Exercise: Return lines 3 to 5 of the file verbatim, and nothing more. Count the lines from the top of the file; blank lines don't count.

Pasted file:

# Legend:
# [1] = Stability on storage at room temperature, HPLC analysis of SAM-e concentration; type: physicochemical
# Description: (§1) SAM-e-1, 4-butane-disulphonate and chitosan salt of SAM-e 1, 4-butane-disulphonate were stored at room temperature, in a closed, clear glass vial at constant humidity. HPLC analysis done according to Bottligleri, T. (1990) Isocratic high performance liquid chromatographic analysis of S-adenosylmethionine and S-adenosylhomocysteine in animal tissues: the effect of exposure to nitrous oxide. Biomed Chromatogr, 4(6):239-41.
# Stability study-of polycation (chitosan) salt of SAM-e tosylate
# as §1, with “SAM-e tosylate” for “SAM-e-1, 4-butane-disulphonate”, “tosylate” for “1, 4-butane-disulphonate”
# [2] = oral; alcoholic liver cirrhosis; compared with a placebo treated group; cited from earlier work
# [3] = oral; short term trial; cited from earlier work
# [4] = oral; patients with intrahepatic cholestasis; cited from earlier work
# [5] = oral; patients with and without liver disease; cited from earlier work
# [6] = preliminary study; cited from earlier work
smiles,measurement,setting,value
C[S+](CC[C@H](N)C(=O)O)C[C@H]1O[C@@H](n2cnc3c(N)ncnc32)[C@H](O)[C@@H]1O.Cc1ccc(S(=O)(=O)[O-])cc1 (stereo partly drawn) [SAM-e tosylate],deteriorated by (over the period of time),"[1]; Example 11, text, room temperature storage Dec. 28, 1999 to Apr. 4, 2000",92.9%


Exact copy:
# Description: (§1) SAM-e-1, 4-butane-disulphonate and chitosan salt of SAM-e 1, 4-butane-disulphonate were stored at room temperature, in a closed, clear glass vial at constant humidity. HPLC analysis done according to Bottligleri, T. (1990) Isocratic high performance liquid chromatographic analysis of S-adenosylmethionine and S-adenosylhomocysteine in animal tissues: the effect of exposure to nitrous oxide. Biomed Chromatogr, 4(6):239-41.
# Stability study-of polycation (chitosan) salt of SAM-e tosylate
# as §1, with “SAM-e tosylate” for “SAM-e-1, 4-butane-disulphonate”, “tosylate” for “1, 4-butane-disulphonate”